Posted by Grurray on 3rd February 2016 (All posts by Grurray)
Some things I’ve been perusing lately concerning aeronautics and aerospace
Flying wing designs gained some credence in the 1950s, mostly due to the efforts of Jack Northrop, who had been inspired by seeing some of the Horten’s sports gliders in the 1930s. The captured Ho 229 may also have encouraged him. Northrop’s unsuccessful YB-35 flying wing bomber design of the late 1940s, was hamstrung by massive vibration problems caused by the propeller-driven engines, showing that the Hortens were right to have used jets in the Ho 229. Northrop’s later jet-propelled YB-49 design used jet engines, and while it never went into service, it paved the way for the company’s B-2 Spirit stealth bomber decades later, a design which certainly shares some physical similarities with the Ho 229.
Out of 4,063 pilots, not a single airman fit within the average range on all 10 dimensions. One pilot might have a longer-than-average arm length, but a shorter-than-average leg length. Another pilot might have a big chest but small hips. Even more astonishing, Daniels discovered that if you picked out just three of the ten dimensions of size — say, neck circumference, thigh circumference and wrist circumference — less than 3.5 per cent of pilots would be average sized on all three dimensions. Daniels’s findings were clear and incontrovertible. There was no such thing as an average pilot. If you’ve designed a cockpit to fit the average pilot, you’ve actually designed it to fit no one.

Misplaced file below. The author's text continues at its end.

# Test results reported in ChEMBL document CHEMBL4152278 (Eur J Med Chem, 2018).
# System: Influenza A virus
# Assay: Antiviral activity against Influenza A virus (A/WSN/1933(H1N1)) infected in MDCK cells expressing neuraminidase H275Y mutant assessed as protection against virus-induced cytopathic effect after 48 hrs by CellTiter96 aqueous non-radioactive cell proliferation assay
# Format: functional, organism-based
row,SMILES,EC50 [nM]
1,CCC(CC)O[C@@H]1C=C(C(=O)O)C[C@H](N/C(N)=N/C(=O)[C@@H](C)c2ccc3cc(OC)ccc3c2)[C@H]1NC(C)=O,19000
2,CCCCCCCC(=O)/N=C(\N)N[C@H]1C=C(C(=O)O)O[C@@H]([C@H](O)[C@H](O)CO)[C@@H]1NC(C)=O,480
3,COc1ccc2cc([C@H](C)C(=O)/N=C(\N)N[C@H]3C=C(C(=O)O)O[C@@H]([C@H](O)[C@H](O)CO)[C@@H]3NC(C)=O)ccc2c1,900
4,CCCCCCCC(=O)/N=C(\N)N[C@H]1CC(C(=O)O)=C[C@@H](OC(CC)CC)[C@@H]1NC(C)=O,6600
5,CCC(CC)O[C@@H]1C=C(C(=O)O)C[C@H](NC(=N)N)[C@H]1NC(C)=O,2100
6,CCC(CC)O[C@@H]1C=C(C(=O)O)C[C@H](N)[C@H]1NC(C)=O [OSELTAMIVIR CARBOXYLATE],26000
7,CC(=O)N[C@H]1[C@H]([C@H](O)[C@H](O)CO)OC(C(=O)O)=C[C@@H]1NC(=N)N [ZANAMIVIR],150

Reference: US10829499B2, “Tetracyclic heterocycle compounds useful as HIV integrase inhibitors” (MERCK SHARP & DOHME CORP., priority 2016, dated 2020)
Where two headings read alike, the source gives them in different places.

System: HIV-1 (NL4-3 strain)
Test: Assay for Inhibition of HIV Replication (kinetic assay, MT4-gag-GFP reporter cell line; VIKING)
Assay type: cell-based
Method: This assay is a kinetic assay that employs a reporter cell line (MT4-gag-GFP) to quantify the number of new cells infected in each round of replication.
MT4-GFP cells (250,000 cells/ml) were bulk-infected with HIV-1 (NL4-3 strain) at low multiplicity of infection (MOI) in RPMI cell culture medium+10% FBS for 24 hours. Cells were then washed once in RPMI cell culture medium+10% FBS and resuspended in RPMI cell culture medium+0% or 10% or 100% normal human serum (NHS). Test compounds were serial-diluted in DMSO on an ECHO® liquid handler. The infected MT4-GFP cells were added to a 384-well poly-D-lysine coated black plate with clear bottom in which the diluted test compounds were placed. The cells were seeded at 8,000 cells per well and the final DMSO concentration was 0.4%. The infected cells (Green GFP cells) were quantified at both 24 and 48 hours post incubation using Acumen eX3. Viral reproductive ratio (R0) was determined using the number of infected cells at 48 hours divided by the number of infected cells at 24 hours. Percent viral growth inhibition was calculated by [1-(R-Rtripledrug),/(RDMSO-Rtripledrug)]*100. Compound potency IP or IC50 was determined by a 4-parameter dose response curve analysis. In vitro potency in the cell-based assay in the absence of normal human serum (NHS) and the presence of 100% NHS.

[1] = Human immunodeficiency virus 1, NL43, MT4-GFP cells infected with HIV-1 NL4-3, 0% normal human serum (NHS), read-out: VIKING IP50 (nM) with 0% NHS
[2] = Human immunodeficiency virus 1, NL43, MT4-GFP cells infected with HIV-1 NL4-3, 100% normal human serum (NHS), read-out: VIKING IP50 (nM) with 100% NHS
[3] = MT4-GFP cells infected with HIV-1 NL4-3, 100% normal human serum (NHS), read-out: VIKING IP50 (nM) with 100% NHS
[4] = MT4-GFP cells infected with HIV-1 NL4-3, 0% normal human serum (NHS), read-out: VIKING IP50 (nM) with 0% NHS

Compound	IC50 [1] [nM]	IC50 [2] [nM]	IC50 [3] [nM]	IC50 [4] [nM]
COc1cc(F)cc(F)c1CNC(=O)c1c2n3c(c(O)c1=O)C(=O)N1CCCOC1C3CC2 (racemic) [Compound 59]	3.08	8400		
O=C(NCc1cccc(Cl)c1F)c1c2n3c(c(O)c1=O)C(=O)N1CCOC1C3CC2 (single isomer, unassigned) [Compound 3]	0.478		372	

It’s a striking about-face from just a couple years ago when they were saying the A-10 was obsolete. Then again, they’ve been saying that for 30 years. The obsolescence of close air support in general has always been just around the corner for the past 70 years. Since now the A-10 won’t be allowed to phase out completely until a CAS replacement is ready, we need to start planning for the Warthog 2.0
According to Sprey, the A-10 is by far the most survivable aircraft for the low-altitude, low-speed CAS mission. But almost every aspect of the A-10 can be vastly improved using modern materials and construction techniques. However, The key to producing a new warplane quickly, on time and to budget is to use the best existing technology rather than trying to invent entirely new hardware and software.
As with every other task involved with the rescue, there was no room for error, and there would be no second chances. Atlantis would be launched with an all-veteran crew, with selection for the mission biased heavily toward astronauts who demonstrated fast adaptation to microgravity (there was no time to be space-sick) and high aptitude at EVA and rendezvous. The report names no names, but it does indicate that an assessment revealed a pool of nine EVA candidates, seven command candidates, and seven pilot candidates available in January 2003 whom NASA felt could have undertaken the mission.
Which brings us to one of the all time great movies about the space program
You’re damn right they are! Know what they accomplished living up there in a tin can for five months? Because of men like these, we’ve taken the first step off this little planet. The moon trip was a walk around the block. We’re going to the stars, to other worlds, other civilizations. Men will be killed in this effort just as they’re killed in cars and airplanes……and bars and…